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LITERATURE

 » Full Dark, No Stars - Stephen King's new novella questions mankind's ability to trust others.
[02.21.2011 by Bridget Doyle]

MUSIC

 » The Top 30 Albums of 2010 - Fashionably, fabulously late, our favorite music (and believe me, there was a LOT) of 2010, the year that some have called the best year for music ever. And only some of those fools work here. Plenty of usual suspects, lots of ties and a few surprises that I won't spoil, including our unexpected #1.
[12.24.2010 by The LAS Staff]

MUSIC

 » Live: Surfer Blood/The Drums at Lincoln Hall, Chicago, IL - Remember when Weezer used to put together records that you could sing along to and rock out to? That's what Surfer Blood's show was like!
[11.04.2010 by Cory Tendering]

Music Reviews

Screaming Females - Castle Talk
»Screaming Females
Castle Talk
Don Giovanni
Trent Reznor & Atticus Ross - The Social Network [Original Soundtrack]
»Trent Reznor & Atticus Ross
The Social Network [Original Soundtrack]
The Null Corporation
Deerhunter - Halcyon Digest
»Deerhunter
Halcyon Digest
4AD
No Age - Everything in Between
»No Age
Everything in Between
Sub Pop
Robyn - Body Talk Pt. 1/ Body Talk Pt. 2
»Robyn
Body Talk Pt. 1/ Body Talk Pt. 2
Konichiwa
The Walkmen - Lisbon
»The Walkmen
Lisbon
Fat Possum
Spoon
Ga Ga Ga Ga Ga
Merge

Rating: 8/10 ?


July 25, 2007
In composing a review of Spoon's latest album, I am inspired to write with the same economy of style that the Austin outfit applies to their music. Britt Daniel's band has had a remarkable run of albums that adhere to a age-old winning formula: no-frills, workmanlike, fine craftsmanship. Like Levi's 501's and Rod Carew, they consistently get the job well done. When you have the comfort and confidence to land base-hits, seemingly on demand, who needs acid-washed trends and steroidal homers?

I cannot think of a Spoon album that is not a thoroughly enjoyable spin, end to end, and Ga Ga Ga Ga Ga is no exception. Like most of their back catalog, the record is precise and concise, with no weak links. In fact, as Spoon are wont to do, the album is peppered with standouts. The opening moments of "Don't Make Me a Target" immediately exhibit the trademark Spoon sonics: choppy, scale descending guitar; simple rhythm, and Daniel barely singing "Here comes a man from the star/ We don't know why he goes so far." For the many devoted fans of this band it's as uplifting as a game winning single.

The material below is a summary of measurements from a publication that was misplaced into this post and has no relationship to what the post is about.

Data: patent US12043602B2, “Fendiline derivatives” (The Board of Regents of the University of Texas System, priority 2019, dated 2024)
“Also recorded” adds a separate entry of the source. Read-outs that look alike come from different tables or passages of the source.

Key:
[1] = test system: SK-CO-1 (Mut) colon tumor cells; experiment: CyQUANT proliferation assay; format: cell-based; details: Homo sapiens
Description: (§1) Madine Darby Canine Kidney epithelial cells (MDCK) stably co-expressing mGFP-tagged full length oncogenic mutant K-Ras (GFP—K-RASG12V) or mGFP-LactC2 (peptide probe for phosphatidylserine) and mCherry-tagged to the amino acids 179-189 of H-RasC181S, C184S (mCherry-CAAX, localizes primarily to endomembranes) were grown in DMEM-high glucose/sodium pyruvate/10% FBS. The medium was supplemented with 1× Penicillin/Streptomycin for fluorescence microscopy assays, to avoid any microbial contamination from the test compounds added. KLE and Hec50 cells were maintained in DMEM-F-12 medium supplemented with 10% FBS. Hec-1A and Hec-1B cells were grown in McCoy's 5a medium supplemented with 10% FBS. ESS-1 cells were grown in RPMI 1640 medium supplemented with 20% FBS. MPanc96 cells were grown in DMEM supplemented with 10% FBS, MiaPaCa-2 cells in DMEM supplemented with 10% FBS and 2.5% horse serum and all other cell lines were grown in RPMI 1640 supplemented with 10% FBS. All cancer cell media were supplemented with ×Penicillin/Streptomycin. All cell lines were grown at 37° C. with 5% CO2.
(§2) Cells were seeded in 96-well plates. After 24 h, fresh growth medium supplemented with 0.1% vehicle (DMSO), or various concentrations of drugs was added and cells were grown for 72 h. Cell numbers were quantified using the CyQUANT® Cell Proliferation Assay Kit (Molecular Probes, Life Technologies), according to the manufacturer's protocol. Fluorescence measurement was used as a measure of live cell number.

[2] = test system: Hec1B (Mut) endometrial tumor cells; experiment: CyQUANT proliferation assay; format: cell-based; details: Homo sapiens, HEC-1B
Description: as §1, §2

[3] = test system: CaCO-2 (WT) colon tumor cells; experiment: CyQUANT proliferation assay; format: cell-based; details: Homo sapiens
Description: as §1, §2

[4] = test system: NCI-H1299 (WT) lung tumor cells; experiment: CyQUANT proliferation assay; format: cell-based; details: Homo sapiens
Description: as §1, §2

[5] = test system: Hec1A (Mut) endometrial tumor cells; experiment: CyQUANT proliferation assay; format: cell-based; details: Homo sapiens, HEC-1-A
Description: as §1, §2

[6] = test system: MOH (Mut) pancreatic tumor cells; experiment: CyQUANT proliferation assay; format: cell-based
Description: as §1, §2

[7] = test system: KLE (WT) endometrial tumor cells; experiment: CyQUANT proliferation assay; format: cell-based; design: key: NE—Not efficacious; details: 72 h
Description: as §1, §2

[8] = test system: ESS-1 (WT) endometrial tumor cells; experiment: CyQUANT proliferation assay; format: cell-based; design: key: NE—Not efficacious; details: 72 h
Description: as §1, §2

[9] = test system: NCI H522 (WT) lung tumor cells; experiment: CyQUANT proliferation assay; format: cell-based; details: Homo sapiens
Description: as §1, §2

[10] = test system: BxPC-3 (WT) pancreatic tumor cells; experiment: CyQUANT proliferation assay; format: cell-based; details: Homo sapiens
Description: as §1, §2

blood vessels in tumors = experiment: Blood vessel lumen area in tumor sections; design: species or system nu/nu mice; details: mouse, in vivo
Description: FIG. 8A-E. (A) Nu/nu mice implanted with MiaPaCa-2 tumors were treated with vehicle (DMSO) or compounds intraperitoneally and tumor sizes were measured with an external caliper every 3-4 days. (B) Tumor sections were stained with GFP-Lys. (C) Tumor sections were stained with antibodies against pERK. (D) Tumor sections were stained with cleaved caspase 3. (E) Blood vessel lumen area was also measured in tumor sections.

Like most releases from Daniel and Co. Ga gets better with each successive listen, as much of the band's strength lies in the details. On "The Ghost of You Lingers" a haunting piano riff of repeated chords (that inspired the album's title) and echoed vocal are the perfect backdrop for the restless lyrical imagery, "When the breath gets shallow and fast/ We put on a clinic/ If you were here would you calm me down or settle the score."

Ga does bring in some non-traditional instruments, at least for Spoon, most notably the abundant use of brass. Horns first appear on the poppy "You Got Yr. Cherry Bomb," but really kick in on the bouncy romp "The Underdog." Mariachi riffs flow effortlessly alongside handclaps, acoustic strumming, and Daniel exhorting "Picture yourself in a living room/ Your pipe and slippers set out for you." Spoon has always found the perfect balance of sugar and salt.

"My Little Japanese Cigarette Case" has just three lines, and a Flamenco guitar line that would make Al Di Meola blush. Lest Spoon forget their disco moves from Gimme Fiction, there is album highlight "Don't You Evah." The walking bassline alone struts with enough swagger to break a sweat; throw in smooth harmonies, falsetto, and FM-ready guitar leads, and the song moves like it was recorded on a hot sidewalk.

Ga Ga Ga Ga Ga doesn't break down any barriers, and it follows the same recipe Spoon has been feeding us with through the years. Some of the album's familiarities are so stark that a few of the tracks could even be interchangeable with previous albums, but if any band has carte blanche to follow a formula, it is Spoon. No other working band has established such a consistent (and great) sound over this prolific an output. Coloring within the lines of their minimal approach to music, Spoon has again produced a collage of songs that may be proverbial, but are not paint-by-numbers. Don't call it a rut, they've been here for years.

Reviewed by Ari Shapiro
A staff writer for LAS, Ari Shapiro mixes up pretty unique smoothies at XOOM in hot Tucson.

See other reviews by Ari Shapiro

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